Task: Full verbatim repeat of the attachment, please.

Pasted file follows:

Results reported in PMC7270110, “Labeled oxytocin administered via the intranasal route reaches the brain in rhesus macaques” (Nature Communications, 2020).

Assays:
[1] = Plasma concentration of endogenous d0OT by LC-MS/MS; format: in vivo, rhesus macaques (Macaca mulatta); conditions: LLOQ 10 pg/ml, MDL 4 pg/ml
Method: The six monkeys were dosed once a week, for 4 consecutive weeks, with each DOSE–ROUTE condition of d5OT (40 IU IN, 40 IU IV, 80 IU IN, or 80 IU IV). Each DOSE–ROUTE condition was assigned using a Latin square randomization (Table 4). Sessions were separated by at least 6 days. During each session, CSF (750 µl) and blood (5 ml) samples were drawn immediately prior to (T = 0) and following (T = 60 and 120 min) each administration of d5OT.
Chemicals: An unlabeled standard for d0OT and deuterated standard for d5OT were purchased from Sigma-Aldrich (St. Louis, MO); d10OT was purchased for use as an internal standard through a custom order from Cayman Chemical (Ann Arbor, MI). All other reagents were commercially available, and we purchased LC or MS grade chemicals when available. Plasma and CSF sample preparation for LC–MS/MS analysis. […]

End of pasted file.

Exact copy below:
Results reported in PMC7270110, “Labeled oxytocin administered via the intranasal route reaches the brain in rhesus macaques” (Nature Communications, 2020).

Assays:
[1] = Plasma concentration of endogenous d0OT by LC-MS/MS; format: in vivo, rhesus macaques (Macaca mulatta); conditions: LLOQ 10 pg/ml, MDL 4 pg/ml
Method: The six monkeys were dosed once a week, for 4 consecutive weeks, with each DOSE–ROUTE condition of d5OT (40 IU IN, 40 IU IV, 80 IU IN, or 80 IU IV). Each DOSE–ROUTE condition was assigned using a Latin square randomization (Table 4). Sessions were separated by at least 6 days. During each session, CSF (750 µl) and blood (5 ml) samples were drawn immediately prior to (T = 0) and following (T = 60 and 120 min) each administration of d5OT.
Chemicals: An unlabeled standard for d0OT and deuterated standard for d5OT were purchased from Sigma-Aldrich (St. Louis, MO); d10OT was purchased for use as an internal standard through a custom order from Cayman Chemical (Ann Arbor, MI). All other reagents were commercially available, and we purchased LC or MS grade chemicals when available. Plasma and CSF sample preparation for LC–MS/MS analysis. […]